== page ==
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Monday, July 25th, 2016

Isolated Coral Reefs Far from Human Activity Are Not Healthier

For the world’s coral reefs, the picture keeps getting gloomier. Although it’s widely assumed that both local and global factors are contributing to their decline, new research from the University of North Carolina at Chapel Hill shows that isolated reefs far from human activities are in fact not healthier than those in more densely populated

Monday, July 25th, 2016

Mapping the Arctic Promotes International Agreement

The Arctic SDI Board, which includes mapping executives from Canada, Kingdom of Denmark, Finland, Iceland, Norway, Russia, Sweden and the United States, recently met in Anchorage, Alaska to further development of a robust Arctic Spatial Data Infrastructure. The Arctic SDI is a cooperation based on a Memorandum of Understanding signed by the eight National Mapping

Thursday, July 14th, 2016

Using Wireless Interface, Operators Control Multiple Drones by Thinking of Various Tasks

A researcher at Arizona State University has discovered how to control multiple robotic drones using the human brain. A controller wears a skull cap outfitted with 128 electrodes wired to a computer. The device records electrical brain activity. If the controller moves a hand or thinks of something, certain areas light up. “I can see

Tuesday, July 12th, 2016

Climate Tipping Points: What Do They Mean for Society?

The phrase “tipping point” passed its own tipping point and caught fire after author Malcolm Gladwell’s so-named 2000 book. It’s now frequently used in discussions about climate change, but what are “climate tipping points”? And what do they mean for society and the economy? Scientists at Rutgers University and Harvard University tackle the terminology and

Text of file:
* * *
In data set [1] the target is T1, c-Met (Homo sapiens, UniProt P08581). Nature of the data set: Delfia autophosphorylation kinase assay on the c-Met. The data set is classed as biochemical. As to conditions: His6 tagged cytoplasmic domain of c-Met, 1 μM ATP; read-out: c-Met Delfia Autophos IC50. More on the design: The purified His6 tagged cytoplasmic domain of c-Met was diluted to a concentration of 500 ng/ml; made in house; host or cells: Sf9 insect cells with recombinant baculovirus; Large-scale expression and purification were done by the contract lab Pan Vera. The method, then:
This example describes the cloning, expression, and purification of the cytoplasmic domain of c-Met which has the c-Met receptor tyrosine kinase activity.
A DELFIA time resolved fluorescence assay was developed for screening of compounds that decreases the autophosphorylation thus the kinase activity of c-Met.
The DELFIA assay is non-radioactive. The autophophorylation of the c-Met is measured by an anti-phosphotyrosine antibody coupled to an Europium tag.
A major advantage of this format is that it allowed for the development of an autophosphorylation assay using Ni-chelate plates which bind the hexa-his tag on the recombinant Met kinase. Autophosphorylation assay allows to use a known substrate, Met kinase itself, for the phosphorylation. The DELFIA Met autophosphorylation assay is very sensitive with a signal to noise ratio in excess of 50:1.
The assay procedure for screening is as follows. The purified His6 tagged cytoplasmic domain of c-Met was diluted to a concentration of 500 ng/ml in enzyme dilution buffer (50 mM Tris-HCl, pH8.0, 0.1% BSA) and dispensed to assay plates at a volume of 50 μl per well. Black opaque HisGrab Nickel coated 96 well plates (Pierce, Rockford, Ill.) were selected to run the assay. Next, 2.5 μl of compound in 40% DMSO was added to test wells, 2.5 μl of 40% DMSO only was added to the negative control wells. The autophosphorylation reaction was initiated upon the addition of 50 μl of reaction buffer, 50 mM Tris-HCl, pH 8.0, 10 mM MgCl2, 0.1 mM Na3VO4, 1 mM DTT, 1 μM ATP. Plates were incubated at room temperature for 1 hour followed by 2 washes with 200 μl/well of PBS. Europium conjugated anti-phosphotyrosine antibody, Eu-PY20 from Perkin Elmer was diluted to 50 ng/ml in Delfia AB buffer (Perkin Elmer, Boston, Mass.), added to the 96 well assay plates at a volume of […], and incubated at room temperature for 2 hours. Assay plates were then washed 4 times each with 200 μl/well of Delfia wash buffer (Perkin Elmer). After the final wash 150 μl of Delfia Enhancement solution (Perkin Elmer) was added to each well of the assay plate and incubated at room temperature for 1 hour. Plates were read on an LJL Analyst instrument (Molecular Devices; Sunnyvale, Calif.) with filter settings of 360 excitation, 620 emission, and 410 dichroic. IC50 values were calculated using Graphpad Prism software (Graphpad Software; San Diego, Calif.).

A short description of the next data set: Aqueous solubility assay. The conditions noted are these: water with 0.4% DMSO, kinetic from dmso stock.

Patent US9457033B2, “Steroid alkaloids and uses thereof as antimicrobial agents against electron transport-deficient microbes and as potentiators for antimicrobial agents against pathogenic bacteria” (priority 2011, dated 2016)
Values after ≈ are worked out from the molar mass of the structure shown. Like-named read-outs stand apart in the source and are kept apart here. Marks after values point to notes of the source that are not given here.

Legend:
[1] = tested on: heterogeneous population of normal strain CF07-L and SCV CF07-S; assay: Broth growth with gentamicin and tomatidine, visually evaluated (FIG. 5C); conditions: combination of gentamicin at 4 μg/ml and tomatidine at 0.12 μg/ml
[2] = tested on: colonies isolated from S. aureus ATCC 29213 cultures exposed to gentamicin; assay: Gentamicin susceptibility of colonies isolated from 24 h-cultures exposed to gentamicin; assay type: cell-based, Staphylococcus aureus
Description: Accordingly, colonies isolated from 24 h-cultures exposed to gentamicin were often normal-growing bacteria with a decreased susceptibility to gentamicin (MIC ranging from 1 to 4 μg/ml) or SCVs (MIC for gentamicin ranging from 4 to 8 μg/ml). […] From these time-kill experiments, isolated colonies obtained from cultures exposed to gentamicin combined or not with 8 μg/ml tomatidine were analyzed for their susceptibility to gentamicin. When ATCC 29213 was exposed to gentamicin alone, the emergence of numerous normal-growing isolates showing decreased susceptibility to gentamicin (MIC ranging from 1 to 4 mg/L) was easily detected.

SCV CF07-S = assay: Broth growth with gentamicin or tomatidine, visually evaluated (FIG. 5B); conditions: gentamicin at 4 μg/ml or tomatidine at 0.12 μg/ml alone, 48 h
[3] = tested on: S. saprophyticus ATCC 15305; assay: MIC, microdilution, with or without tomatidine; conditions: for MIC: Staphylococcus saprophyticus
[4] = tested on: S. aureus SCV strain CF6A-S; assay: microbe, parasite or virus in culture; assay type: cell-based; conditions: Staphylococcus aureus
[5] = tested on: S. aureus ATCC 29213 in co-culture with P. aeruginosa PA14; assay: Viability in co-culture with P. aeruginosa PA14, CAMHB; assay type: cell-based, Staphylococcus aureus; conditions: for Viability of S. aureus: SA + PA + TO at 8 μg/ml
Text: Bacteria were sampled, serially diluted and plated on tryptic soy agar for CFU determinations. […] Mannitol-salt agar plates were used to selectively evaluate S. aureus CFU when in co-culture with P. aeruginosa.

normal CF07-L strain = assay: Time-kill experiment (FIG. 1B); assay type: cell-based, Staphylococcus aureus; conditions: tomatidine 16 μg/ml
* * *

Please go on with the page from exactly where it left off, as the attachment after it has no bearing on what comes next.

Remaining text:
Friday, July 8th, 2016

Urgent Action Needed to Protect Dwindling Fish Populations in Eastern Pacific

Members of the Inter-American Tropical Tuna Commission (IATTC) must do more to follow through on critical commitments to protect tuna and shark populations in the eastern Pacific Ocean. The IATTC, the world’s oldest regional fishery management organization (RFMO) for tuna, meets June 27 to July 1 in La Jolla, California. According to a recent Pew

Wednesday, July 6th, 2016

Radio Tracking Helps Hunt Burmese Pythons

When invasive Burmese pythons are breeding, radio-tracking one python can help find and capture more, a University of Florida Institute of Food and Agricultural Sciences researcher says. Thus, UF/IFAS scientists say this technique can help them remove the pythons. “This is one more tool we can add to our tool box to help us combat

Tuesday, July 5th, 2016

Researchers Demonstrate Effectiveness of Single Photon LiDAR for Forest Mapping

A team of scientists from the University of Maryland and Sigma Space Corporation has shown that 3D forest structure and topography can be measured rapidly, efficiently and accurately over large areas, using an innovative laser technology called single photon lidar (SPL).

Thursday, June 30th, 2016

Engineers to Use Cyborg Insects as Biorobotic Sensing Machines

A team of engineers from Washington University in St. Louis is looking to capitalize on the sense of smell in locusts to create new biorobotic sensing systems that could be used in homeland security application

Monday, June 27th, 2016

Sierra Nevada Snowpack Not Likely to Recover From Drought Until 2019

Even with this winter's strong El Niño, the Sierra Nevada snowpack will likely take until 2019 to return to pre-drought levels, according to a new analysis led by UCLA hydrology researchers.

Monday, June 27th, 2016

Peat Bogs: From Fire Break to Fire Hazard

The peat bogs of the world, once waterlogged repositories of dead moss, are being converted into fuel-packed fire hazards that can burn for months and generate deadly smoke, warns a McMaster researcher.

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